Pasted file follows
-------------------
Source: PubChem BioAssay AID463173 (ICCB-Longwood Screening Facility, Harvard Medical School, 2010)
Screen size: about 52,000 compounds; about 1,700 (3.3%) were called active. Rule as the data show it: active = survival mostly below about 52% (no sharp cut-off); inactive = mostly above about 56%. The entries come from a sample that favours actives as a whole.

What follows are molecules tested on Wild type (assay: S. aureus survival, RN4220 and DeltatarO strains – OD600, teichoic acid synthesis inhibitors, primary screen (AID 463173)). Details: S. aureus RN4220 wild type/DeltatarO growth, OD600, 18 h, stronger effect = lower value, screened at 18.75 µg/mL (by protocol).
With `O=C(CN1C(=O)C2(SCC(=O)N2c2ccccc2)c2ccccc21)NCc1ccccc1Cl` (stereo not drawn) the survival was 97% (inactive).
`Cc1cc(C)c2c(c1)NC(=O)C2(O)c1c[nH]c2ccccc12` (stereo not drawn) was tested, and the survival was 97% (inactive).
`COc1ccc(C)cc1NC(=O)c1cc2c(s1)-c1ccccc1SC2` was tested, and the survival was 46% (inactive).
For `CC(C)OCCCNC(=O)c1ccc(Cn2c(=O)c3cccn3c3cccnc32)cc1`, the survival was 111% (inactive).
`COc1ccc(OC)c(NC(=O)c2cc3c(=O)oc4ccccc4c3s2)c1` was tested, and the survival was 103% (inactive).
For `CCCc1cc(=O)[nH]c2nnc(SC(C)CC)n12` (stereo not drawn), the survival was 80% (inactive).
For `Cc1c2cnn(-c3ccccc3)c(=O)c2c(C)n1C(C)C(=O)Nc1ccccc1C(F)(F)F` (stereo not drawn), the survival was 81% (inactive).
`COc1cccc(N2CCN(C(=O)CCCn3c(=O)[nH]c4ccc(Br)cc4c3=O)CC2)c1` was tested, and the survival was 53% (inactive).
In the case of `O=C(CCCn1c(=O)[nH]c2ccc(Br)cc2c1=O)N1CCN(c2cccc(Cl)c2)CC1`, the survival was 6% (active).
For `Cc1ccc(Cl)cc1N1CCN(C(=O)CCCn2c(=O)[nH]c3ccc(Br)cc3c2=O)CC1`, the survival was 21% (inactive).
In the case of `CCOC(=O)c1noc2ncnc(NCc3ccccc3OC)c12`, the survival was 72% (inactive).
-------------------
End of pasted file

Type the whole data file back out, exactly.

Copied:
Source: PubChem BioAssay AID463173 (ICCB-Longwood Screening Facility, Harvard Medical School, 2010)
Screen size: about 52,000 compounds; about 1,700 (3.3%) were called active. Rule as the data show it: active = survival mostly below about 52% (no sharp cut-off); inactive = mostly above about 56%. The entries come from a sample that favours actives as a whole.

What follows are molecules tested on Wild type (assay: S. aureus survival, RN4220 and DeltatarO strains – OD600, teichoic acid synthesis inhibitors, primary screen (AID 463173)). Details: S. aureus RN4220 wild type/DeltatarO growth, OD600, 18 h, stronger effect = lower value, screened at 18.75 µg/mL (by protocol).
With `O=C(CN1C(=O)C2(SCC(=O)N2c2ccccc2)c2ccccc21)NCc1ccccc1Cl` (stereo not drawn) the survival was 97% (inactive).
`Cc1cc(C)c2c(c1)NC(=O)C2(O)c1c[nH]c2ccccc12` (stereo not drawn) was tested, and the survival was 97% (inactive).
`COc1ccc(C)cc1NC(=O)c1cc2c(s1)-c1ccccc1SC2` was tested, and the survival was 46% (inactive).
For `CC(C)OCCCNC(=O)c1ccc(Cn2c(=O)c3cccn3c3cccnc32)cc1`, the survival was 111% (inactive).
`COc1ccc(OC)c(NC(=O)c2cc3c(=O)oc4ccccc4c3s2)c1` was tested, and the survival was 103% (inactive).
For `CCCc1cc(=O)[nH]c2nnc(SC(C)CC)n12` (stereo not drawn), the survival was 80% (inactive).
For `Cc1c2cnn(-c3ccccc3)c(=O)c2c(C)n1C(C)C(=O)Nc1ccccc1C(F)(F)F` (stereo not drawn), the survival was 81% (inactive).
`COc1cccc(N2CCN(C(=O)CCCn3c(=O)[nH]c4ccc(Br)cc4c3=O)CC2)c1` was tested, and the survival was 53% (inactive).
In the case of `O=C(CCCn1c(=O)[nH]c2ccc(Br)cc2c1=O)N1CCN(c2cccc(Cl)c2)CC1`, the survival was 6% (active).
For `Cc1ccc(Cl)cc1N1CCN(C(=O)CCCn2c(=O)[nH]c3ccc(Br)cc3c2=O)CC1`, the survival was 21% (inactive).
In the case of `CCOC(=O)c1noc2ncnc(NCc3ccccc3OC)c12`, the survival was 72% (inactive).